The exodus of our health personnel (both trainees as well as graduates) has a deleterious impact on our health system as well. One-fourth of all medical providers across disciplines in the US are foreign born and many are from India. In the long term, improving medical education and academic scholarship within public institutions and a significant expansion of private, not-for profit, and philanthropically-enabled medical schools and public health schools will help create a better healthcare system. It will limit students flocking to other nations for better education, and hopefully bring about a reversal. A critical area of growth would be creating space for not-for-profit medical institutions of international standards to not only close the academic and infrastructure gaps but also to address the exploding human resource crisis in the health sector.
The need for world class institutions of excellence and breaking into world rankings is not just a matter of pride for a country of 1.3 billion people, it is critical to creating a workforce that is adept in meeting the challenges of tomorrow. There is an economic benefit from the mitigation of loss of billions of dollars to overseas institutions. It will prevent the debt that many students and families incur in their quest for higher education as well as the disruption of life from unstable geopolitical climate in the country of immigration. It will certainly address our own human resource crisis in health services. Re-directing public funding and re-invigorating our public sector to create an equitable, sustainable healthcare system for all remains our top priority and our greatest challenge.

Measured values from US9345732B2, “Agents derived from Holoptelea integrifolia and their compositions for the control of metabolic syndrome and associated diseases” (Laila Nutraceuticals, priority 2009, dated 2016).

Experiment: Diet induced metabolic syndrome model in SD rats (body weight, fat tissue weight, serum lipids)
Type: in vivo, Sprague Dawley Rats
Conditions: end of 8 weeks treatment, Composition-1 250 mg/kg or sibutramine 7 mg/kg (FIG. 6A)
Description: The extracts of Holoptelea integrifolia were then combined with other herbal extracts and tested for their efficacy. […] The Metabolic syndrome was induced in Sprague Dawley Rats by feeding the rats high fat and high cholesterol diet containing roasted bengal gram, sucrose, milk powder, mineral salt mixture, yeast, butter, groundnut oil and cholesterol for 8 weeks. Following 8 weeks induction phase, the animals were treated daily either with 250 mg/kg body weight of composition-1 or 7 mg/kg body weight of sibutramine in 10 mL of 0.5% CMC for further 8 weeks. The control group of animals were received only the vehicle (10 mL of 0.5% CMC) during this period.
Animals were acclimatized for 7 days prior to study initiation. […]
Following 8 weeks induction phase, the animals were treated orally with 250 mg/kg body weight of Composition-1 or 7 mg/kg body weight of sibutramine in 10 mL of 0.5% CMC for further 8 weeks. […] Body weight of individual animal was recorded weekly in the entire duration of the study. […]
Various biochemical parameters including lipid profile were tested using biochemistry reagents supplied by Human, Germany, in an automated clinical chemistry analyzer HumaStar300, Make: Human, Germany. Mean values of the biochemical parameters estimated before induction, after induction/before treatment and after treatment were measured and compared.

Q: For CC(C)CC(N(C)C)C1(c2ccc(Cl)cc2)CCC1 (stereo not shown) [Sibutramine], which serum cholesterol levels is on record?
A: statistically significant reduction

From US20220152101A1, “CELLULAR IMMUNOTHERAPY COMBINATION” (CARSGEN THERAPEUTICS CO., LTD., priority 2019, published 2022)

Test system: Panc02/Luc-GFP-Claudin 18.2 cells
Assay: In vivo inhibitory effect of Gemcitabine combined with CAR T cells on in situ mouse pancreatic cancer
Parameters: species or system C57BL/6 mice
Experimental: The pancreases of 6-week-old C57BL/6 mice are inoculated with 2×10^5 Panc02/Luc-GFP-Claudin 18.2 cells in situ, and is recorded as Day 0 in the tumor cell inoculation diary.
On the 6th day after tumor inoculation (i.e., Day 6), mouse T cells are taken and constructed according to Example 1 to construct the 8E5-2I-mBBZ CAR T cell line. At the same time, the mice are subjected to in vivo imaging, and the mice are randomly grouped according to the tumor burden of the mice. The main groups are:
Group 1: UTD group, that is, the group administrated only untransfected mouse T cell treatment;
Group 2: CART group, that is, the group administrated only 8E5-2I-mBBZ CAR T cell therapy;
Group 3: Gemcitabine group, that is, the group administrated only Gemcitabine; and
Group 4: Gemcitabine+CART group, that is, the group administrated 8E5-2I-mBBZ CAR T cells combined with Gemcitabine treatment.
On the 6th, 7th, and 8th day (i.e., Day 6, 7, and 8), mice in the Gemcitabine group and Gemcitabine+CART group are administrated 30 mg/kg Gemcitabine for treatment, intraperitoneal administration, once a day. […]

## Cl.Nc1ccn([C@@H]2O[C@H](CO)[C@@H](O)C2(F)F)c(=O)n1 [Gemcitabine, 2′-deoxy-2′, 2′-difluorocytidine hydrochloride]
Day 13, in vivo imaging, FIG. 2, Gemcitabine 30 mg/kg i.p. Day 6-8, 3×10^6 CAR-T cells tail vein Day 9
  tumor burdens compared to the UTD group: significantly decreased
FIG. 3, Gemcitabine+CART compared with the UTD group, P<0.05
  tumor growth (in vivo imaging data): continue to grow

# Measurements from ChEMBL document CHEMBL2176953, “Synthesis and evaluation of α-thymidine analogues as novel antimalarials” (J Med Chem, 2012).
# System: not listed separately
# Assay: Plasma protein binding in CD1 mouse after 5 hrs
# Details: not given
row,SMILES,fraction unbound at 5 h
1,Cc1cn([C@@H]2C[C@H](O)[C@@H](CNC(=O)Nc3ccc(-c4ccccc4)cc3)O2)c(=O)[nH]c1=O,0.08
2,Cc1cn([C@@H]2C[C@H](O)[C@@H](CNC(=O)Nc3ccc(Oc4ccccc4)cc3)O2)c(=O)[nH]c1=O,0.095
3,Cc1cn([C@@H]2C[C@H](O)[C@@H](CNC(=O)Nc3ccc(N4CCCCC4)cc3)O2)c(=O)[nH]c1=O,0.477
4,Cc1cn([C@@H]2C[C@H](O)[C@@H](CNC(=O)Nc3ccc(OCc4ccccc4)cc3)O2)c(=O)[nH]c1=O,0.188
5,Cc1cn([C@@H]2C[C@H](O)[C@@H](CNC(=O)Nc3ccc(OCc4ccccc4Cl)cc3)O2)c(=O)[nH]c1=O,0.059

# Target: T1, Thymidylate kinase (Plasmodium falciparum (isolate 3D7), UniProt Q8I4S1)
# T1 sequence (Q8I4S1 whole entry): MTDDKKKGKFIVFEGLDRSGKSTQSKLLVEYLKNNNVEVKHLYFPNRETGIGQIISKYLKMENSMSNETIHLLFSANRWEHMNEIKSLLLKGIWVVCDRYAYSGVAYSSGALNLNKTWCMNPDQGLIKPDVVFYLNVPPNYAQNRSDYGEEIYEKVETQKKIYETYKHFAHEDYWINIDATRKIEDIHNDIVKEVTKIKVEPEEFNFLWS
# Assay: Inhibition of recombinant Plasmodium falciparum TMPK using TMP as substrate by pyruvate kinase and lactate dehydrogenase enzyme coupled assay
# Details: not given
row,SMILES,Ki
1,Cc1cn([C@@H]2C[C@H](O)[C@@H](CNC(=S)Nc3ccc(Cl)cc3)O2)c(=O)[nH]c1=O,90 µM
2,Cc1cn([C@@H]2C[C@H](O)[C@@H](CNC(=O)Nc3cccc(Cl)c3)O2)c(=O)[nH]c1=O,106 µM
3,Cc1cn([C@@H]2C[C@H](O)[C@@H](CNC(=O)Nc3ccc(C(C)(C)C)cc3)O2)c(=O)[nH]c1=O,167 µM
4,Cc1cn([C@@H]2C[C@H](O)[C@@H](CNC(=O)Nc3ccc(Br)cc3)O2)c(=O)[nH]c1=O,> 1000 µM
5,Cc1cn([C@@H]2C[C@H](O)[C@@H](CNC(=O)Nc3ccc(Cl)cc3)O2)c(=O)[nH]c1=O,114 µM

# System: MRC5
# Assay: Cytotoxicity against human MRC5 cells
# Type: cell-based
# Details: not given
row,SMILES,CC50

There are numerous challenges that face the average voter this election. Our diversity in language, religion, culture and demographics pose intrinsic challenges of their own. Yet, equity in healthcare will unequivocally impact everyone, most of all the ones who are at risk of diving deeper into poverty from a catastrophic illness. Equitable healthcare will restore social justice and will reinforce to the average voter that s/he matters and does so equally in the eyes of the government
This article first appeared in the April 30, 2019 print edition under the title ‘A Healthy Signal’
Ravikumar is a public health scholar and a psychiatrist at Veteran Affairs Medical Center, St Louis, USA and Raj Kumar is the founding vice-chancellor of O P Jindal Global University